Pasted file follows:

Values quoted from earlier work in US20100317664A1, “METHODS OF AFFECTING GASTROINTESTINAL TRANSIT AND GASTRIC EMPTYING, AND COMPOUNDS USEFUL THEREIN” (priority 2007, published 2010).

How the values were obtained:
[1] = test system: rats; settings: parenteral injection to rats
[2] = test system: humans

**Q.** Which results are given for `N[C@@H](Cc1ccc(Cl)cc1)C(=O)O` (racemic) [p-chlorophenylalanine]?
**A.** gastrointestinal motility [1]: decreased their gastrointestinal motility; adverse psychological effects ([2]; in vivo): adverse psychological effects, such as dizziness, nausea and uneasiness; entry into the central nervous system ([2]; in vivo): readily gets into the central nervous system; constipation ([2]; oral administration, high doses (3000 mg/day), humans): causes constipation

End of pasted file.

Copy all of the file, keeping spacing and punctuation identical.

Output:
Values quoted from earlier work in US20100317664A1, “METHODS OF AFFECTING GASTROINTESTINAL TRANSIT AND GASTRIC EMPTYING, AND COMPOUNDS USEFUL THEREIN” (priority 2007, published 2010).

How the values were obtained:
[1] = test system: rats; settings: parenteral injection to rats
[2] = test system: humans

**Q.** Which results are given for `N[C@@H](Cc1ccc(Cl)cc1)C(=O)O` (racemic) [p-chlorophenylalanine]?
**A.** gastrointestinal motility [1]: decreased their gastrointestinal motility; adverse psychological effects ([2]; in vivo): adverse psychological effects, such as dizziness, nausea and uneasiness; entry into the central nervous system ([2]; in vivo): readily gets into the central nervous system; constipation ([2]; oral administration, high doses (3000 mg/day), humans): causes constipation